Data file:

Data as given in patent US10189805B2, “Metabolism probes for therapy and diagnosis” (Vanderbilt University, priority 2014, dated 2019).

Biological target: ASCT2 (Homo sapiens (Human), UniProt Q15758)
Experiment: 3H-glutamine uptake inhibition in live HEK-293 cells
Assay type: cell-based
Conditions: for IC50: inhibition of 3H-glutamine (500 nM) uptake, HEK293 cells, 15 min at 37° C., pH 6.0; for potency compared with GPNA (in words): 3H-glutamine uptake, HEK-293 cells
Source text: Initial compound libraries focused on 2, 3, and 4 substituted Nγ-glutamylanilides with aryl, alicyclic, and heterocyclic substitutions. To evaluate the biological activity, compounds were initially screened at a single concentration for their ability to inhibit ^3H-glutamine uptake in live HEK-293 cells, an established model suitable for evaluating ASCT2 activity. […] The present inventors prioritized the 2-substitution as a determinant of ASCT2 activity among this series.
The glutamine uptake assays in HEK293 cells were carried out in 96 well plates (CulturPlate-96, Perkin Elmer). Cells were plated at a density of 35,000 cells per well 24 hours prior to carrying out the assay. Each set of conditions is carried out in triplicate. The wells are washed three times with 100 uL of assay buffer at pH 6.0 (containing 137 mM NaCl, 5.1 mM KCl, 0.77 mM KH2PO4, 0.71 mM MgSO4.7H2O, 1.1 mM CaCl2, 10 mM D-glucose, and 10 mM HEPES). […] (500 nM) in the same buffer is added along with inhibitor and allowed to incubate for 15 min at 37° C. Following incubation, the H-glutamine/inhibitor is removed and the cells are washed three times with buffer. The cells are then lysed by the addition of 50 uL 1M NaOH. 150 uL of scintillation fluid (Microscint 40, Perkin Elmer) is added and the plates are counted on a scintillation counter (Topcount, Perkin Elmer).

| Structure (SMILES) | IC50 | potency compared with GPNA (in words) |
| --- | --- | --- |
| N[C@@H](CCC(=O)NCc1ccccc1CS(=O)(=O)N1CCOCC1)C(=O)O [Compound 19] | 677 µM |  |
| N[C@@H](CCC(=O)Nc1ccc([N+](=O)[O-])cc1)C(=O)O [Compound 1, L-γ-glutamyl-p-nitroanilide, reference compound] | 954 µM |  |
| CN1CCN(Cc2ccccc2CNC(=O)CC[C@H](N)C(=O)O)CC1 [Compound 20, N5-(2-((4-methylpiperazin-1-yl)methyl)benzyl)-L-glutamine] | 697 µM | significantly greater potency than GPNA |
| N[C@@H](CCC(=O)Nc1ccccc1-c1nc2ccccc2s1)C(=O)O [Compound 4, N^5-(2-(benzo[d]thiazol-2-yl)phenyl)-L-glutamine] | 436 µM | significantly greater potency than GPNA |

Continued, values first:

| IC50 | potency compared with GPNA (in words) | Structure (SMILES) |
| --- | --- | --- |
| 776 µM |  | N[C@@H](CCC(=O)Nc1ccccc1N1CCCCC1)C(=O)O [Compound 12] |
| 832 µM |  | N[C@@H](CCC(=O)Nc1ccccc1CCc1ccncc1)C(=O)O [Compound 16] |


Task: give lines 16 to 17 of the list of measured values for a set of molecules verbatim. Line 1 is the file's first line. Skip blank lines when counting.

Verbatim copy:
| --- | --- | --- |
| 776 µM |  | N[C@@H](CCC(=O)Nc1ccccc1N1CCCCC1)C(=O)O [Compound 12] |